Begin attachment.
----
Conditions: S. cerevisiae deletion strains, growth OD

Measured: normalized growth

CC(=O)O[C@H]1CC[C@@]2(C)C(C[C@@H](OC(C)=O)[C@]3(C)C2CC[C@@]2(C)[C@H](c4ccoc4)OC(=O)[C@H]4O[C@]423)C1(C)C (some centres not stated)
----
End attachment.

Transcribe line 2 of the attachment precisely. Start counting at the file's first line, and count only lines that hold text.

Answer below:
Measured: normalized growth